Taking diet supplements doesn’t guarantee good health
Washington: Do you belong to the one-half of the population that frequently uses dietary supplements to get better health?
Well, a new study has shown that taking dietary supplements doesn’t guarantee good health.
Wen-Bin Chiou of National Sun Yat-Sen University decided to test if frequent use of dietary supplements had ironic consequences for subsequent health-related behaviours after observing a colleague chose an unhealthy meal over an organic meal simply because the colleague had taken a multivitamin earlier in the day.
"After reviewing the literature of the prevalence of dietary supplement use, it seemed to show that use of dietary supplements is increasing, but it does not appear to be correlated with improved public health," said Chiou.
Chiou conducted the study along with Chao-Chin Yang of National Kaohsiung University of Hospitality and Tourism and Chin-Sheng Wan of Southern Taiwan University.
Two different experiments were conducted using a diverse set of behavioural measures to determine whether the use of dietary supplements would license subsequent health-related behaviours.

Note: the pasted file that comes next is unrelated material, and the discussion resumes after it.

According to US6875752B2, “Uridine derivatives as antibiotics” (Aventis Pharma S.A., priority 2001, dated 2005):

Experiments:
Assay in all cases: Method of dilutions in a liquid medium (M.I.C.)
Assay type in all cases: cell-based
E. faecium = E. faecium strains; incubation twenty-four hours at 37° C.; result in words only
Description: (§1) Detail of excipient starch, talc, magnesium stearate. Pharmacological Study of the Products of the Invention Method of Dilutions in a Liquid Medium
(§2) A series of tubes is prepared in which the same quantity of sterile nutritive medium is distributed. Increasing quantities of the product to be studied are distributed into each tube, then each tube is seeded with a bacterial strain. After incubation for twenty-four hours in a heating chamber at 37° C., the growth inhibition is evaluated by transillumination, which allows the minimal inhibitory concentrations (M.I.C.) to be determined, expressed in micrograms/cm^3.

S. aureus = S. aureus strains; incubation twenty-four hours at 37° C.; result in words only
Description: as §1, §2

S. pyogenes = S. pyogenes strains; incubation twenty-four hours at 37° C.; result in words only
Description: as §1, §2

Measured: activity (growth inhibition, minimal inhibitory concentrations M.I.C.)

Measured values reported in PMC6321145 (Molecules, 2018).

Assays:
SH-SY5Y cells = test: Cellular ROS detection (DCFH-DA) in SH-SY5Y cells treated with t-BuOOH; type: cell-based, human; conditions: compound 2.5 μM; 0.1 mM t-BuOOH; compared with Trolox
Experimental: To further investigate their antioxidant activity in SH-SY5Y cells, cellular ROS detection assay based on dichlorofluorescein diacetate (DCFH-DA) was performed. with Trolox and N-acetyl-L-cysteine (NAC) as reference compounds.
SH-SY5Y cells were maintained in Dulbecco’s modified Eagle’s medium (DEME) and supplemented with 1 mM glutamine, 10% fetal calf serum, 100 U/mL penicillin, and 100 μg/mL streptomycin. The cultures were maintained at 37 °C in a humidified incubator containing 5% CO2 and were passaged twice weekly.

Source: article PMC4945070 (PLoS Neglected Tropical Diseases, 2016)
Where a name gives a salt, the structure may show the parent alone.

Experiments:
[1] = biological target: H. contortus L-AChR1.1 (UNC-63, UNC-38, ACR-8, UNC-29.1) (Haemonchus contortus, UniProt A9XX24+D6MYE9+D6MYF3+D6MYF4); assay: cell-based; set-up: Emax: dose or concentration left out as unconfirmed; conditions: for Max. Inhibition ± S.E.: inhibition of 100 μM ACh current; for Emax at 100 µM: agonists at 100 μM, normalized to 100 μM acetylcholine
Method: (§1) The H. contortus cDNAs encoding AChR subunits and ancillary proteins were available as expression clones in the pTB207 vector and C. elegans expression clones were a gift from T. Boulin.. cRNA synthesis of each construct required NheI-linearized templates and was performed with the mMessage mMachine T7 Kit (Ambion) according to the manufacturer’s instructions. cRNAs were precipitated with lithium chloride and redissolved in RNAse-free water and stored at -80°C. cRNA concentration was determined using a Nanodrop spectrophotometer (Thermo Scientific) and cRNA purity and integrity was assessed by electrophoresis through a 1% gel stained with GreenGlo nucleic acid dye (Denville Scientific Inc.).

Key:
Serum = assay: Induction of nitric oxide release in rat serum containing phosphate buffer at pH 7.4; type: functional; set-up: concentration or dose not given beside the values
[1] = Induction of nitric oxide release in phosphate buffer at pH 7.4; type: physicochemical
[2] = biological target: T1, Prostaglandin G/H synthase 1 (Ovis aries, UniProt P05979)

Participants in Group A were instructed to take a multivitamin and participants in the control group were assigned to take a placebo.
The results from the experiments and survey demonstrated that participants who believed they had taken dietary supplements felt invulnerable to health hazards, thus leading them to engage in health-risk behaviours.
Specifically, participants in the perceived supplement use group expressed less desire to engage in exercise and more desire to engage in hedonic activities, preferred a buffet over an organic meal and walked less to benefit their health than the control group.
The study was published in Psychological Science.